, but there were no group differences in diastolic BP, TG, and HDL or fat free mass %. There were no patients with impaired glucose tolerance or diabetes in either group at baseline or reassessment.
3.3. Potential Factors Associated with Maintenance of BMI–SDS Reduction
More males (5/10) than females (2/15) maintained a >0.25 BMI–SDS reduction, although the result was not statistically significant (p = 0.075). There were no statistical differences in pubertal status, BMI–SDS at the start of intervention, or social deprivation scores between the responders and non-responders. There was a trend towards greater BMI reduction in subjects treated at a younger age, but again this did not reach statistical significance (r = −0.37, p = 0.07).
There were no differences between the responders and non-responders in terms of the length of intervention offered (1.82 (1.3–4.87) years vs. 2.44 (1.97–4.94) years; p = 0.36) or compliance with the intervention (0.75 (0.54–0.9) years vs. 0.75 (0.59–1.0) years; p = 0.91).
Our study suggested that slightly over one in four obese adolescents may benefit in the longer term after lifestyle modification interventions with associated improvements in body composition and metabolic parameters. Although the BMI–SDSs of all subjects in this cohort remained in the obese range at reassessment, those who achieved and maintained weight loss after intervention still benefitted from improved metabolic outcomes three to four years later. This message may motivate some obese individuals who will realistically never achieve an ideal BMI.
Type 2 diabetes is the most common complication associated with obesity and is characterised by reduced insulin sensitivity and increased visceral fat. Our results showed significantly lower trunk fat % and improved insulin sensitivity, as indicated by lower stimulated insulin levels and higher ISIcomp
values in subjects who maintained weight loss. Responders also showed a significantly lower ALT, a marker of non-alcoholic fatty liver disease. Non-alcoholic fatty liver disease is another well-known comorbidity of obesity that may lead to liver cirrhosis. Previous data have shown that multidisciplinary lifestyle interventions resulting in a reduction in BMI–SDS improve transaminitis in children and adolescents with obesity [10
]. However, longer-term follow-up with a greater number of subjects is needed to show whether these markers translate to a significant risk reduction in the development of type 2 diabetes and non-alcoholic fatty liver disease in later life.
As a feasibility study, the number of subjects was too small and underpowered to demonstrate statistical significance. The low participation percentage in this study may be a real-life reflection on the challenges of engaging individuals in lifestyle changes to enable fat loss and maintenance of a healthy weight. There were possible trends indicating greater success in maintenance of weight loss among male subjects and those referred for intervention at a younger age. Interestingly, these factors were associated with greater success in a different cohort from the same obesity clinic [11
]. Body composition changes during puberty, and females acquire greater body fat % than males. However, the improvements in metabolic parameters among the responders were not likely to be only a reflection of the male dominance among the responders, as outcomes of the body fat measurements were corrected for age and gender, with outcomes converted to SDS scores before analysis. However, results of trunk fat % and fat-free mass % were not converted to SDS because of the absence of local reference data. Future studies with a population control group or using alternative methods such as dual energy X-ray absorptiometry (DEXA) with available age-corrected local reference data will address this limitation.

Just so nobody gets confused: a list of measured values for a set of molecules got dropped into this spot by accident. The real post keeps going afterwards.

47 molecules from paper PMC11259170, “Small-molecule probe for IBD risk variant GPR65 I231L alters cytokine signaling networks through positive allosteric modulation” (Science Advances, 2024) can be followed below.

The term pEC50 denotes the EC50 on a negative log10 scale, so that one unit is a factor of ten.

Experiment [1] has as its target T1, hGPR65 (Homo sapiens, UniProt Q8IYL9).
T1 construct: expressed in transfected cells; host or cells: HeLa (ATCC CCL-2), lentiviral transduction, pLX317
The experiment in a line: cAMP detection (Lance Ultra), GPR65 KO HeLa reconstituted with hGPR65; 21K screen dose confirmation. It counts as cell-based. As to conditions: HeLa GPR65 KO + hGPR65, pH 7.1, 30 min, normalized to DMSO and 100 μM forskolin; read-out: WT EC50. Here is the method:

Perhaps surprisingly, the maintenance of BMI–SDS reduction was not related to the length of attendance or compliance to the intervention. In clinical practice, this means that patients resistant to weight loss are unlikely to succeed over a longer period of attendance. This may enable clinicians to justify discharging patients after a limited period of follow up regardless of the outcome for weight reduction. Further studies should evaluate the cost-effectiveness of weight-loss interventions by identifying factors that influence success and failure in order to inform screening criteria for entry into specialised clinics as well as to explore the optimal amount of weight loss and its longer-term benefits in later adulthood.
In summary, we demonstrate positive effects on metabolic health in early adulthood for individuals with early onset obesity who maintained BMI–SDS changes after a lifestyle weight intervention during early adolescence. Whilst by no means ubiquitous in effect, a simple intervention that improves the anthropometry and metabolic health in the longer term of one in four obese adolescents undergoing therapy is relatively encouraging, given the pandemic of adult obesity. Further studies are needed to assess the overall cost-effectiveness of weight-loss interventions implemented for obese children.
C.W. was involved in the study design, patient recruitment, conduction of clinical investigations, data collection, and statistical analysis and wrote the first draft of the manuscript. T.C. assisted in data collection and contributed to the writing of the manuscript. E.C. and J.P.H.-S. were involved in the study design and writing of the manuscript and had overall responsibility in the supervision of the study.
C.W. was funded by an IPSEN clinical research fellowship, a British Society of Paediatric Endocrinology and Diabetes research award, David Telling charitable funds, and a Peel Medical research award at the time of the study. J.P.H.-S. is supported by the National Institute of Health Research (NIHR) Biomedical Research Centre at the University Hospitals Bristol National Health Service (NHS) Foundation Trust and the University of Bristol, Bristol, UK. The views expressed in this publication are those of the authors and not necessarily those of the NHS, the NIHR, or the Department of Health and Social Care.
The authors would like to thank Glynda Harding, medical secretary at University Hospitals Bristol, for her assistance in gathering the medical records for the study.
Conflicts of Interest
The authors declare that they have no conflicts of interest.
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Metabolic markers of responders baseline vs. reassessment responders vs. non-responders at reassessment.
Metabolic markers of responders baseline vs. reassessment responders vs. non-responders at reassessment.
| ||Responders at Baseline|
(n = 7)
|Responders at Reassessment|
(n = 7)
at Baseline(n = 18)
at Reassessment (n = 18)
Baseline vs. Reassessment
|Responders vs. Non-Responders|
|Fat %–SDS (%)||2.9|
|Glucose: 0 min|
at OGTT (mmol/L)
|Glucose: 120 min|
at OGTT (mmol/L)
|Insulin: 0 min|
at OGTT (mU/L)
|Insulin: 120 min at|
|Glucose: AUC at OGTT||14.2|